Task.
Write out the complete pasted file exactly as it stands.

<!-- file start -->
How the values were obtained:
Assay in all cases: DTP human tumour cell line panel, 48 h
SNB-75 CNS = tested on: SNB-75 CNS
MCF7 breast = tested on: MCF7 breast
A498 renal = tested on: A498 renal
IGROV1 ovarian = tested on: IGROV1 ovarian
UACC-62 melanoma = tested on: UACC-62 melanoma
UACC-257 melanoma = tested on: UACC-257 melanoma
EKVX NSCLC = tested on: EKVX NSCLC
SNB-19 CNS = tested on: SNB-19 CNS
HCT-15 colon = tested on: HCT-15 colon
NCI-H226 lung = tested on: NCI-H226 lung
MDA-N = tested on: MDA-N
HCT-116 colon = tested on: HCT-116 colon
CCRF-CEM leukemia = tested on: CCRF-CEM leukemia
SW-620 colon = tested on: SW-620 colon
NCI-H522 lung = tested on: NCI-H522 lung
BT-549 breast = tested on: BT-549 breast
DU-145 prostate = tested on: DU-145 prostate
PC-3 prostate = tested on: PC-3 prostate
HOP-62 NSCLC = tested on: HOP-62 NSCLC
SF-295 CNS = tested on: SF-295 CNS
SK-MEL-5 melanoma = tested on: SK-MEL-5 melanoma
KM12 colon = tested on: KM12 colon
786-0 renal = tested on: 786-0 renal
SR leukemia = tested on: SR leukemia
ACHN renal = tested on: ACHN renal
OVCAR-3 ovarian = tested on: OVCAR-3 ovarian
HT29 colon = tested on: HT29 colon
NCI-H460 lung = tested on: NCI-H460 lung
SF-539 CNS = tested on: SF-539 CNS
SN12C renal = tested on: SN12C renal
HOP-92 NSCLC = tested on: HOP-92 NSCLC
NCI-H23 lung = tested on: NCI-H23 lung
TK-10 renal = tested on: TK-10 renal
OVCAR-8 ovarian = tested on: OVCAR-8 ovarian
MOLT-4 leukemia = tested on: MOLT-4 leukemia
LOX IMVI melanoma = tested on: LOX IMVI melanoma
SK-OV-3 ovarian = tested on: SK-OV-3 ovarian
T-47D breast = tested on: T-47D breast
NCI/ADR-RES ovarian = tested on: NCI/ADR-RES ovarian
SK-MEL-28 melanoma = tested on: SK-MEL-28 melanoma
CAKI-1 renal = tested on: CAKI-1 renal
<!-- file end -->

How the values were obtained:
Assay in all cases: DTP human tumour cell line panel, 48 h
SNB-75 CNS = tested on: SNB-75 CNS
MCF7 breast = tested on: MCF7 breast
A498 renal = tested on: A498 renal
IGROV1 ovarian = tested on: IGROV1 ovarian
UACC-62 melanoma = tested on: UACC-62 melanoma
UACC-257 melanoma = tested on: UACC-257 melanoma
EKVX NSCLC = tested on: EKVX NSCLC
SNB-19 CNS = tested on: SNB-19 CNS
HCT-15 colon = tested on: HCT-15 colon
NCI-H226 lung = tested on: NCI-H226 lung
MDA-N = tested on: MDA-N
HCT-116 colon = tested on: HCT-116 colon
CCRF-CEM leukemia = tested on: CCRF-CEM leukemia
SW-620 colon = tested on: SW-620 colon
NCI-H522 lung = tested on: NCI-H522 lung
BT-549 breast = tested on: BT-549 breast
DU-145 prostate = tested on: DU-145 prostate
PC-3 prostate = tested on: PC-3 prostate
HOP-62 NSCLC = tested on: HOP-62 NSCLC
SF-295 CNS = tested on: SF-295 CNS
SK-MEL-5 melanoma = tested on: SK-MEL-5 melanoma
KM12 colon = tested on: KM12 colon
786-0 renal = tested on: 786-0 renal
SR leukemia = tested on: SR leukemia
ACHN renal = tested on: ACHN renal
OVCAR-3 ovarian = tested on: OVCAR-3 ovarian
HT29 colon = tested on: HT29 colon
NCI-H460 lung = tested on: NCI-H460 lung
SF-539 CNS = tested on: SF-539 CNS
SN12C renal = tested on: SN12C renal
HOP-92 NSCLC = tested on: HOP-92 NSCLC
NCI-H23 lung = tested on: NCI-H23 lung
TK-10 renal = tested on: TK-10 renal
OVCAR-8 ovarian = tested on: OVCAR-8 ovarian
MOLT-4 leukemia = tested on: MOLT-4 leukemia
LOX IMVI melanoma = tested on: LOX IMVI melanoma
SK-OV-3 ovarian = tested on: SK-OV-3 ovarian
T-47D breast = tested on: T-47D breast
NCI/ADR-RES ovarian = tested on: NCI/ADR-RES ovarian
SK-MEL-28 melanoma = tested on: SK-MEL-28 melanoma
CAKI-1 renal = tested on: CAKI-1 renal